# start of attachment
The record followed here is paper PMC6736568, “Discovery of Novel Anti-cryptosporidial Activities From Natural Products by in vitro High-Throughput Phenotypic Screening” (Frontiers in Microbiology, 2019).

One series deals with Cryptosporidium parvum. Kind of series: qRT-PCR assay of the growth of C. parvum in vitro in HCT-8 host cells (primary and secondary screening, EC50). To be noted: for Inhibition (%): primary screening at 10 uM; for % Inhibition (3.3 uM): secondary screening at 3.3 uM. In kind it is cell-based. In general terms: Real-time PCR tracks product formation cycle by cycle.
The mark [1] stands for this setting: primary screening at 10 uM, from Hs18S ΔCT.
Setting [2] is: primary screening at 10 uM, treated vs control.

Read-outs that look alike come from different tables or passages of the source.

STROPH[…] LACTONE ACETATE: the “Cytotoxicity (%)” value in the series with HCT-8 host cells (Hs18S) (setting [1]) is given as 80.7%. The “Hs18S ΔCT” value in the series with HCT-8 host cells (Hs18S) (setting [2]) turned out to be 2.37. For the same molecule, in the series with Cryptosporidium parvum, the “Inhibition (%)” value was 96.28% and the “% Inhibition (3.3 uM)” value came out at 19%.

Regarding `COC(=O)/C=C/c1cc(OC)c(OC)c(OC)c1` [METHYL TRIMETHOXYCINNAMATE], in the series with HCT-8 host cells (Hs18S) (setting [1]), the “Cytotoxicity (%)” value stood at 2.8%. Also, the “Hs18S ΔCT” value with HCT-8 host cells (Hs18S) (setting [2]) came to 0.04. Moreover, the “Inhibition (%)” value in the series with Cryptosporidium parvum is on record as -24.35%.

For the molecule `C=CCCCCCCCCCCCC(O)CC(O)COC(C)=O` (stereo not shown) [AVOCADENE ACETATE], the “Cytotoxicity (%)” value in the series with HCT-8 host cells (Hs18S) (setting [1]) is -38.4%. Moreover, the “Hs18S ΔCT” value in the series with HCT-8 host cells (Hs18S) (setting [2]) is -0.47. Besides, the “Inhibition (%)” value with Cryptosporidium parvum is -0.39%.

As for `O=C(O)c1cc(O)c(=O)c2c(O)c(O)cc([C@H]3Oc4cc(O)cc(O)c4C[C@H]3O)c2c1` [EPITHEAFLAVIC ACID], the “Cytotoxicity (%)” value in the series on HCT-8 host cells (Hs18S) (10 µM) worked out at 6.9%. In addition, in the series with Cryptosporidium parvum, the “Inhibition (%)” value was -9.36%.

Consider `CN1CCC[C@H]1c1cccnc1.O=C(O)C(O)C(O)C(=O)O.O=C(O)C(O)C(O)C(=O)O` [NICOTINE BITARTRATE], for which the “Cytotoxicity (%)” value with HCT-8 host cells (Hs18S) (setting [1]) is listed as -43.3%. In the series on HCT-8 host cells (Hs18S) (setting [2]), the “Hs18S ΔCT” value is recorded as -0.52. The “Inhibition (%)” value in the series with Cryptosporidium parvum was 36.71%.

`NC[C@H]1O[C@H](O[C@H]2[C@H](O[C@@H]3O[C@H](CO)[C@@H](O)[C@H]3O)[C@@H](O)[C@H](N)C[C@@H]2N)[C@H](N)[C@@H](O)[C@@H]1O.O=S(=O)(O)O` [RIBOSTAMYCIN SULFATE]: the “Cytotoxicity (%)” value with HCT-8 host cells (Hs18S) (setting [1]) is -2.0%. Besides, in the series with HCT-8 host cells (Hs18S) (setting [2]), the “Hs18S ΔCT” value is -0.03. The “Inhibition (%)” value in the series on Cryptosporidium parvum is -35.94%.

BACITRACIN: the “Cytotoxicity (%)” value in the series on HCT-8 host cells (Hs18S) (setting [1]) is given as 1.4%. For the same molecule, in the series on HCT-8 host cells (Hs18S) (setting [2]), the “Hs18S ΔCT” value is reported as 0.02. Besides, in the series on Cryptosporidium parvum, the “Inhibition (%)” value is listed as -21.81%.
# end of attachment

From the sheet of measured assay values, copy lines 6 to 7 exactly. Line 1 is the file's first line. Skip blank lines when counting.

STROPH[…] LACTONE ACETATE: the “Cytotoxicity (%)” value in the series with HCT-8 host cells (Hs18S) (setting [1]) is given as 80.7%. The “Hs18S ΔCT” value in the series with HCT-8 host cells (Hs18S) (setting [2]) turned out to be 2.37. For the same molecule, in the series with Cryptosporidium parvum, the “Inhibition (%)” value was 96.28% and the “% Inhibition (3.3 uM)” value came out at 19%.

Regarding `COC(=O)/C=C/c1cc(OC)c(OC)c(OC)c1` [METHYL TRIMETHOXYCINNAMATE], in the series with HCT-8 host cells (Hs18S) (setting [1]), the “Cytotoxicity (%)” value stood at 2.8%. Also, the “Hs18S ΔCT” value with HCT-8 host cells (Hs18S) (setting [2]) came to 0.04. Moreover, the “Inhibition (%)” value in the series with Cryptosporidium parvum is on record as -24.35%.